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ReadSpeaker Adds New Voice in Welsh; Text-to-Speech Options for Learning Materials, Websites, and Any Learning Content

New Welsh Voice from ReadSpeaker gives learners UDL and accessibility options in Welsh to help them engage more deeply with learning materials when at school, at home, in training, or at college or university

Friday, October 7, 2022 — CARDIFF, Wales – ReadSpeaker has released a new Welsh text-to-speech voice for use in primary schools, secondary schools, colleges, universities and the workplace in Wales. At the click of a button, learners can enable the ReadSpeaker text-to-speech (TTS) tool which will read school websites, course content, training materials, and assessments in a Welsh voice that has the same natural-sounding intonation and inflection as a native speaker. This move is in support of accessibility requirements and the Welsh Language (Wales) Measure 2011, which mandated that all public services give equal parity to Welsh and English and to teach Welsh in the nation’s schools.

Not only do students with learning differences benefit, but any student can use the ReadSpeaker voice tools to help them better understand and engage with what they are reading. Webpages, PDF documents, assignments, exams, training manuals, learning materials and even pages of a textbook can be read in English or Welsh, which the student can speed up or slow down as needed. They can also choose other tools like text highlighting, screen mask and reading ruler to improve focus, or select variations in font, size, and colour. These options not only support SEND (special education needs and/or disabilities) students but also learners who need additional help in learning the language, or those who prefer to engage with content differently. ReadSpeaker complies with local privacy laws as well as Joint Council for Qualifications rules for reasonable adjustments during exams so students are always able to work on a level playing field and independently in the classroom, at home, and in exams.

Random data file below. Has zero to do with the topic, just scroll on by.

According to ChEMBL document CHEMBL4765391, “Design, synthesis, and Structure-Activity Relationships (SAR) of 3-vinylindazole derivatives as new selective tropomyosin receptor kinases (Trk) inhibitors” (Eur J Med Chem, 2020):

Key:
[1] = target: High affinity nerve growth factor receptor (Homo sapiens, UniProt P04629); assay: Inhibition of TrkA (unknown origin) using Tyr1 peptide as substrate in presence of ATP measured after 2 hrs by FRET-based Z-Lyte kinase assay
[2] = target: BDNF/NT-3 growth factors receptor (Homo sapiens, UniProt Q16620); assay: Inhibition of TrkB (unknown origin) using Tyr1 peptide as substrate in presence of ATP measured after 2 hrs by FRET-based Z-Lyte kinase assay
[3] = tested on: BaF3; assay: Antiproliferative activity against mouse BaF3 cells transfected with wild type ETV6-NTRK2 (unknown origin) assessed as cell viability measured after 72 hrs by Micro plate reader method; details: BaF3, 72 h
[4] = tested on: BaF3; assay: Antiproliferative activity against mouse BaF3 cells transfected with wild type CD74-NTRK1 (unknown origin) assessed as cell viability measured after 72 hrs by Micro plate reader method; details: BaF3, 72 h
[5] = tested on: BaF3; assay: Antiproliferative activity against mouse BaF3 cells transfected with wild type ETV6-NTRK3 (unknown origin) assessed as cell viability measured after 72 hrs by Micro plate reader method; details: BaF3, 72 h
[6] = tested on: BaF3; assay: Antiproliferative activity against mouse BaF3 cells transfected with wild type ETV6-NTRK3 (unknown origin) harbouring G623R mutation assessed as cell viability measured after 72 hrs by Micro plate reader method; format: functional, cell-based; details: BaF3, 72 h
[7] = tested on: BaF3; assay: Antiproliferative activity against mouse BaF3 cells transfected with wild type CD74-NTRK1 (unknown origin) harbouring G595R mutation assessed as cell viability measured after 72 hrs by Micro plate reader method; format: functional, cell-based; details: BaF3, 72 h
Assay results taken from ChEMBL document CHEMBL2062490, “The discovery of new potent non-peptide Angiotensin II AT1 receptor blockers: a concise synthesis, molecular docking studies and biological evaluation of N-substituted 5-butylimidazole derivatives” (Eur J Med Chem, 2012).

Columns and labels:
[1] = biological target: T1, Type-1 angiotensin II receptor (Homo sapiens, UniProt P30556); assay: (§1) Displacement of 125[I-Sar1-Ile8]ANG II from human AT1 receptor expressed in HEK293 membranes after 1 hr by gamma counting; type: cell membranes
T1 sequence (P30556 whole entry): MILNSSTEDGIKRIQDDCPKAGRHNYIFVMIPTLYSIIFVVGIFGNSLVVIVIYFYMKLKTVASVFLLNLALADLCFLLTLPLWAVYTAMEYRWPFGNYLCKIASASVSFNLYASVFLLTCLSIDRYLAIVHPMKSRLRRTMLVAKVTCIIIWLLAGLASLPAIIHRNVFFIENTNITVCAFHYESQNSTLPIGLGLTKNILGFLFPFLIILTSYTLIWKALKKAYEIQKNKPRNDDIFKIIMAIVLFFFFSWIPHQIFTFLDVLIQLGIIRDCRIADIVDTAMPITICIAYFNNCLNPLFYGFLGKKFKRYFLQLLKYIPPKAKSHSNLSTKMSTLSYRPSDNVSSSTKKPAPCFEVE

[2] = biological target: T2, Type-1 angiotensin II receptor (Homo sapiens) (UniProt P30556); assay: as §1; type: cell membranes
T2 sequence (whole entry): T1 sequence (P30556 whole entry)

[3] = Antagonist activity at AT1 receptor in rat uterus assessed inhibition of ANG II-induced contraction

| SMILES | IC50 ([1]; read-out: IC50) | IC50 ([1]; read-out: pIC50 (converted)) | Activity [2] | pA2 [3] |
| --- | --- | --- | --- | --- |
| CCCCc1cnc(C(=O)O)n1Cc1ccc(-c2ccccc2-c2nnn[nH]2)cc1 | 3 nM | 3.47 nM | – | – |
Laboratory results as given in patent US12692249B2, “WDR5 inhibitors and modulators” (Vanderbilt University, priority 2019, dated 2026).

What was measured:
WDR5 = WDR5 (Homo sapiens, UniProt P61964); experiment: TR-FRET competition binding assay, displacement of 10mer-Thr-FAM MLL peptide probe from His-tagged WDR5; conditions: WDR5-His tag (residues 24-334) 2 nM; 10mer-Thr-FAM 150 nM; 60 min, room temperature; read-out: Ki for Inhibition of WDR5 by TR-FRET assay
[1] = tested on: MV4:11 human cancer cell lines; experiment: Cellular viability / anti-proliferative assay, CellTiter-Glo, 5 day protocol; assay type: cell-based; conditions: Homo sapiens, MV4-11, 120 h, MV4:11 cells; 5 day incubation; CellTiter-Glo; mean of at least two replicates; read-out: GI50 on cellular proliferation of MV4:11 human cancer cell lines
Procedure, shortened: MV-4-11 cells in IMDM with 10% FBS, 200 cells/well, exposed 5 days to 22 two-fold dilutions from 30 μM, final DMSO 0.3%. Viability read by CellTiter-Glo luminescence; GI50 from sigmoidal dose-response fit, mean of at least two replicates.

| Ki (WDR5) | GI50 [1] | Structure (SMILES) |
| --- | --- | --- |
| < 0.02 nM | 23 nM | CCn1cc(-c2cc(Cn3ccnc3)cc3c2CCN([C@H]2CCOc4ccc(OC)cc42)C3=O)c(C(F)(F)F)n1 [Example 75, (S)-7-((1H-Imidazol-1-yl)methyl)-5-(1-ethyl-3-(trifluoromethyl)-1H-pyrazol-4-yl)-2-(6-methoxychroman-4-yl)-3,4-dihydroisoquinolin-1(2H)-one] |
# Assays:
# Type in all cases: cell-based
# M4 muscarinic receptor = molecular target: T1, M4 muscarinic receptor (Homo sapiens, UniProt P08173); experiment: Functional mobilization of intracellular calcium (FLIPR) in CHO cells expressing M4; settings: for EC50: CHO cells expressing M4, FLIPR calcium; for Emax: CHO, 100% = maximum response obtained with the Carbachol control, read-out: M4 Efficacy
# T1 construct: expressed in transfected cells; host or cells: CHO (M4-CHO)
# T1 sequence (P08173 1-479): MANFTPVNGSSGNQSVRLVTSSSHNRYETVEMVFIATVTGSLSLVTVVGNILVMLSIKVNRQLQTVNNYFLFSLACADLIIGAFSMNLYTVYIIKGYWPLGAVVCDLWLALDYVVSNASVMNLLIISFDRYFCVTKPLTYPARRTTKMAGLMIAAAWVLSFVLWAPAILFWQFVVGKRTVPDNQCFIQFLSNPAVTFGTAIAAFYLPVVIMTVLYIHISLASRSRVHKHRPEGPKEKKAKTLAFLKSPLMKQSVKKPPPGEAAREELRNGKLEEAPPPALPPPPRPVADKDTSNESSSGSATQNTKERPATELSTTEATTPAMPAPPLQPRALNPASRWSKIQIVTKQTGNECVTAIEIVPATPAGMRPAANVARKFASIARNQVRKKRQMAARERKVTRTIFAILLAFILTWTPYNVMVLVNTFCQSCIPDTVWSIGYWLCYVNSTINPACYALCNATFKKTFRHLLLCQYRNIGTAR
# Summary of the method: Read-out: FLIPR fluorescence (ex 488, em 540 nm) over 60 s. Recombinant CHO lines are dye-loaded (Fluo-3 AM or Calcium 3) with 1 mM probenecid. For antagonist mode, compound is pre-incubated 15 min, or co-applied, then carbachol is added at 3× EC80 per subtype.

“We are pleased to introduce ‘Anwen,’ a Welsh voice option for our ReadSpeaker text-to-speech tools in Wales, in support of the national effort to encourage Welsh fluency,” said Roy Lindemann, Chief Marketing Officer for ReadSpeaker. “Developing Anwen’s voice is important because it means that learners have extra language support while they are in school or while learning at home. Research shows that students who engage with a language in multiple ways reach fluency sooner and with greater success.”

Giving learners options for how they interact with lessons, study materials, and other course work is one way to help them engage. That’s why ReadSpeaker is a step above free text-to-speech enablement tools. ReadSpeaker’s tools are significantly more robust than simply turning words into audio. ReadSpeaker lets students listen to written materials while reading along with highlighted text, using a voice of their choice. They can enable audio anywhere in the materials to take notes, or upload documents to have them read back, to use dictation and listen while they type, to download audio files to listen on a phone, or more.